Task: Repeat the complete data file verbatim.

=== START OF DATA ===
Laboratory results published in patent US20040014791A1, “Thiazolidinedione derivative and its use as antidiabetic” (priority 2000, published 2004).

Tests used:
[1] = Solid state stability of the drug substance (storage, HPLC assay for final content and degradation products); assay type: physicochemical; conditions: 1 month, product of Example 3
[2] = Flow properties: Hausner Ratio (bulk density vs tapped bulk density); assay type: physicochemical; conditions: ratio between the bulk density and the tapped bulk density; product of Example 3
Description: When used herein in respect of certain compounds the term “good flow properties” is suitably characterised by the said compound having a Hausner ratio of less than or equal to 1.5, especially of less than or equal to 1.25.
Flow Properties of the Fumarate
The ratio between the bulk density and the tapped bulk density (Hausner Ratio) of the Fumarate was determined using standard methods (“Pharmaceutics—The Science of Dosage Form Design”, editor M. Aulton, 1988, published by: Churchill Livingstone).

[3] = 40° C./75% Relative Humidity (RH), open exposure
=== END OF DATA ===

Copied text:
Laboratory results published in patent US20040014791A1, “Thiazolidinedione derivative and its use as antidiabetic” (priority 2000, published 2004).

Tests used:
[1] = Solid state stability of the drug substance (storage, HPLC assay for final content and degradation products); assay type: physicochemical; conditions: 1 month, product of Example 3
[2] = Flow properties: Hausner Ratio (bulk density vs tapped bulk density); assay type: physicochemical; conditions: ratio between the bulk density and the tapped bulk density; product of Example 3
Description: When used herein in respect of certain compounds the term “good flow properties” is suitably characterised by the said compound having a Hausner ratio of less than or equal to 1.5, especially of less than or equal to 1.25.
Flow Properties of the Fumarate
The ratio between the bulk density and the tapped bulk density (Hausner Ratio) of the Fumarate was determined using standard methods (“Pharmaceutics—The Science of Dosage Form Design”, editor M. Aulton, 1988, published by: Churchill Livingstone).

[3] = 40° C./75% Relative Humidity (RH), open exposure